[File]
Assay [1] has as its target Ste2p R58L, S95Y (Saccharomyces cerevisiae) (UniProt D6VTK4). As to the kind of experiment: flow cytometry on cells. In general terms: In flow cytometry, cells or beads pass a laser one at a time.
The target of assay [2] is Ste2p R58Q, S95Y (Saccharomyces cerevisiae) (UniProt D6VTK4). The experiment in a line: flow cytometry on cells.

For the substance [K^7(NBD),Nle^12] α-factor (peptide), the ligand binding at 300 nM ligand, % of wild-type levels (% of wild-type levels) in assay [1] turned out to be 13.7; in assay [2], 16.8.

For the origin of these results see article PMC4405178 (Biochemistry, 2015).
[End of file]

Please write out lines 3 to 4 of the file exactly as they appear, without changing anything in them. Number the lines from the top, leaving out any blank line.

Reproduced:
For the substance [K^7(NBD),Nle^12] α-factor (peptide), the ligand binding at 300 nM ligand, % of wild-type levels (% of wild-type levels) in assay [1] turned out to be 13.7; in assay [2], 16.8.

For the origin of these results see article PMC4405178 (Biochemistry, 2015).